Perhaps my favorite segment of the book is chapters four through seven. Each of these chapters focuses on building authentic relationships and being intentional about incarnational mission. Starting with chapter four “Won’t You Be My Neighbor?” the authors look at Jesus’ greatest commandment of showing love by creating vibrant communities, ministering to those next door, seeking the welfare of the city, and bringing the Kingdom of Heaven to earth. Chapter five presents a biblically radical case for hospitality and offers tangible insights to making it happen. Chapter six discusses the value of what are called “third places”, a term coined by sociologist Ray Oldenburg in his seminal book “The Great Good Place” (1989). Building on Oldenburg’s definition, the authors describe third places as “a public setting that hosts regular, voluntary and informal gatherings of people. It is a place to relax. It is a place where people enjoy visiting. Third places provide the opportunity to know and be known. They are places where people like to ‘hang out’ (p.136). Lance and Brad then cover the eight key characteristics of the conventional third place as defined by Oldenburg and essentially synthesis his work with that of Robert Putnam’s bestselling title “Bowling Alone” (2000) and Peter Block’s “Abundant Community” (2010). While these books are more sociological than missiological in study, with their acumens combined, Lance and Brad do an incredible job at highlighting the church’s opportunity for mission, our culture’s desperation for community, and the pitfalls of individualism that has undergirded our increasing postmodern society.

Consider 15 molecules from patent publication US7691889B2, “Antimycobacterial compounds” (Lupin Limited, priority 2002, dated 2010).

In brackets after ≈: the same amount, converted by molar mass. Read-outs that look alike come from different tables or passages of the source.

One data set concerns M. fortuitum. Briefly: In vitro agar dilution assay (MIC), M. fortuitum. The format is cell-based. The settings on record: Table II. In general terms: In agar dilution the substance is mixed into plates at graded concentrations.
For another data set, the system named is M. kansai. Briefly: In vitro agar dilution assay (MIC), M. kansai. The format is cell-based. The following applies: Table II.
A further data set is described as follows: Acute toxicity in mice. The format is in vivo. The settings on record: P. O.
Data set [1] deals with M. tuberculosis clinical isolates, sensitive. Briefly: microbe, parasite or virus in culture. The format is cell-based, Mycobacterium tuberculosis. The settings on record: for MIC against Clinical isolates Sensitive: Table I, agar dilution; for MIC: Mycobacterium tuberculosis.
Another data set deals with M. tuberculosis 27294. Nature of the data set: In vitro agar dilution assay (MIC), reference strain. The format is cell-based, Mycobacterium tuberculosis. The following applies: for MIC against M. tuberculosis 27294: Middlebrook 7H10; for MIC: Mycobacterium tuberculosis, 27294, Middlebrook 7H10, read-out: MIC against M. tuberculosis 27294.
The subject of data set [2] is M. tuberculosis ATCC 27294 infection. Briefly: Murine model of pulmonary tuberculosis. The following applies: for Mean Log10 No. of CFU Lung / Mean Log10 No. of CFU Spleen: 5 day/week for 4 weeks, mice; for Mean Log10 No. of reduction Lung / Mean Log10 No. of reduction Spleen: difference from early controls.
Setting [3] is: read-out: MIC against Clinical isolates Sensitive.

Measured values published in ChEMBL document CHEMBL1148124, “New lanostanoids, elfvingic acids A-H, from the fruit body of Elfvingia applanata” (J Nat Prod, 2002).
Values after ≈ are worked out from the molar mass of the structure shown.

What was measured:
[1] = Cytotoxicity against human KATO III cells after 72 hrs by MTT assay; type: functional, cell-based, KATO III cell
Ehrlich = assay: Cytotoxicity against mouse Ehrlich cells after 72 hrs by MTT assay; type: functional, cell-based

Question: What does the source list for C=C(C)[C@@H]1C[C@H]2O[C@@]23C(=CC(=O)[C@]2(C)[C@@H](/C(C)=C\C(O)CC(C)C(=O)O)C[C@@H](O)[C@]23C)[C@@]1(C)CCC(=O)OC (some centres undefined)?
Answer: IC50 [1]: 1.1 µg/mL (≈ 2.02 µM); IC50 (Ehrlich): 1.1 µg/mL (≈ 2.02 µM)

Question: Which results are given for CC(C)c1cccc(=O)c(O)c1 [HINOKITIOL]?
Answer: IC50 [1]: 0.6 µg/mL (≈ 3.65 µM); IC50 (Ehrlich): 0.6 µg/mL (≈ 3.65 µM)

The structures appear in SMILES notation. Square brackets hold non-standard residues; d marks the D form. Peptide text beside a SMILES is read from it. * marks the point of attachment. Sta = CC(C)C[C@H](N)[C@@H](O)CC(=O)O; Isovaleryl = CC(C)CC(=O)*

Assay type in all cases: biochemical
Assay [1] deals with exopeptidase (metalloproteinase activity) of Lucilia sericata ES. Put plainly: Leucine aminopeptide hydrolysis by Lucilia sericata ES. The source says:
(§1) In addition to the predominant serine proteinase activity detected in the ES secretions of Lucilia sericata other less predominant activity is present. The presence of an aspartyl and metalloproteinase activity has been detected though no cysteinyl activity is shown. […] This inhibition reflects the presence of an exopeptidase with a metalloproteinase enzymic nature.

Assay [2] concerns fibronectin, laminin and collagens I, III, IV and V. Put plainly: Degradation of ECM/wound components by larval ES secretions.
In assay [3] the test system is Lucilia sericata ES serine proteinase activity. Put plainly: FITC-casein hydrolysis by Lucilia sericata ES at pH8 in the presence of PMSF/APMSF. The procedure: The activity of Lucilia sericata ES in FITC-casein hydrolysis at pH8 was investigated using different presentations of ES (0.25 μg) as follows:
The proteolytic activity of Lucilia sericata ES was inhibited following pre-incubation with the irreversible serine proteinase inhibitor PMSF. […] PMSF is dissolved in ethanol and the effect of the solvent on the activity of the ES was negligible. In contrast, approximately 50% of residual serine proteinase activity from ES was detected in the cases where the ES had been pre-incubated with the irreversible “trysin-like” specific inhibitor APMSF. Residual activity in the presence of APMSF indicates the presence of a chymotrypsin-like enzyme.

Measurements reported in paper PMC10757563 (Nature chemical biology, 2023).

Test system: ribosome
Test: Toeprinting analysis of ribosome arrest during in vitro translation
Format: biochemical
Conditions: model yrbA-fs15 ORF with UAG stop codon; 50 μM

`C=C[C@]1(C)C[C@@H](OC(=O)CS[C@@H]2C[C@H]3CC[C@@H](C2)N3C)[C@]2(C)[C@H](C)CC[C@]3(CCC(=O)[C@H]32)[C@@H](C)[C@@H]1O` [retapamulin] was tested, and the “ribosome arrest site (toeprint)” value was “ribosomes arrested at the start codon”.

However, it was chapter seven, subtitled “Small Groups Becoming Missional Communities” that really grabbed my attention during my initial scan of the table of contents. Missional Communities seem to be all the rave right now. And while there have been whole books written on the subject matter (see for example “Missional Communities by Reggie McNeal, and “Leading Missional Communities” by Mike Breen), there is still some confusion as to how a church can “launch” missional communities out of a preexisting small group structure. In a short and clear definition, Lance and Brad explain that “Misisonal Communities are groups of people who commit to living their lives with devotion of heart, mind, soul, and strength in the three spheres of relationship with the Lord” (p. 153). These three spheres, described by founder of the Vineyard movement, John Wimber as Father, family, field, or perhaps more commonly known as “up, in, and out”, courtesy of 3dm, are basically the Christian’s relationship to God, the Church, and the world. As Mike Breen has noted elsewhere, missional communities are not the end goal in and of themselves. But rather they operate as a vehicle to take people to the desired outcome of “oikos”, a Greek word meaning “household” or in this context, a spiritual family on mission. While Brad and Lance do not use the term oikos in their chapter, they do mention the Greek word “koinonia”, translated as fellowship or more accurately, partnership. They state that “It is a mistake to think of missional communities as groups that do mission together. We prefer to think of them as groups of missionaries” (p. 155). Therefore, they suggest building community around the mission, and providing opportunities for everyone to join in.